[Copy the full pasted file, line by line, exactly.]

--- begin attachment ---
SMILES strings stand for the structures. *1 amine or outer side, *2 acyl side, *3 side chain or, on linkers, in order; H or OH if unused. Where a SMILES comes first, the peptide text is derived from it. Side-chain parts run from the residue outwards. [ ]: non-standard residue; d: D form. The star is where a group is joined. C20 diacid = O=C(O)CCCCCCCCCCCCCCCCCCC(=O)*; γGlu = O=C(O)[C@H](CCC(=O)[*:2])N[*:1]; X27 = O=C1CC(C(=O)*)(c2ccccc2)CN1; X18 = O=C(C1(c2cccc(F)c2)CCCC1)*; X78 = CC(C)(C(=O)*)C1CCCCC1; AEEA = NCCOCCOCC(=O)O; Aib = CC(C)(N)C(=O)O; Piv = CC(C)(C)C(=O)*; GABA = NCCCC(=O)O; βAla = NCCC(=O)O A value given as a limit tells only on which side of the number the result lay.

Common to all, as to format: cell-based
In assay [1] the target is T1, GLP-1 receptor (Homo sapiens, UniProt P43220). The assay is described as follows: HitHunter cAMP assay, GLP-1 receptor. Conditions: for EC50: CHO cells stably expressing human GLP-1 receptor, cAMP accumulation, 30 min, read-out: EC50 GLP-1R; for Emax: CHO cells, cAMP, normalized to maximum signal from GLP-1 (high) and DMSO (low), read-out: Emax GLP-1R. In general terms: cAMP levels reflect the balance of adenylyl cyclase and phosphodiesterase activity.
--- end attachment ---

SMILES strings stand for the structures. *1 amine or outer side, *2 acyl side, *3 side chain or, on linkers, in order; H or OH if unused. Where a SMILES comes first, the peptide text is derived from it. Side-chain parts run from the residue outwards. [ ]: non-standard residue; d: D form. The star is where a group is joined. C20 diacid = O=C(O)CCCCCCCCCCCCCCCCCCC(=O)*; γGlu = O=C(O)[C@H](CCC(=O)[*:2])N[*:1]; X27 = O=C1CC(C(=O)*)(c2ccccc2)CN1; X18 = O=C(C1(c2cccc(F)c2)CCCC1)*; X78 = CC(C)(C(=O)*)C1CCCCC1; AEEA = NCCOCCOCC(=O)O; Aib = CC(C)(N)C(=O)O; Piv = CC(C)(C)C(=O)*; GABA = NCCCC(=O)O; βAla = NCCC(=O)O A value given as a limit tells only on which side of the number the result lay.

Common to all, as to format: cell-based
In assay [1] the target is T1, GLP-1 receptor (Homo sapiens, UniProt P43220). The assay is described as follows: HitHunter cAMP assay, GLP-1 receptor. Conditions: for EC50: CHO cells stably expressing human GLP-1 receptor, cAMP accumulation, 30 min, read-out: EC50 GLP-1R; for Emax: CHO cells, cAMP, normalized to maximum signal from GLP-1 (high) and DMSO (low), read-out: Emax GLP-1R. In general terms: cAMP levels reflect the balance of adenylyl cyclase and phosphodiesterase activity.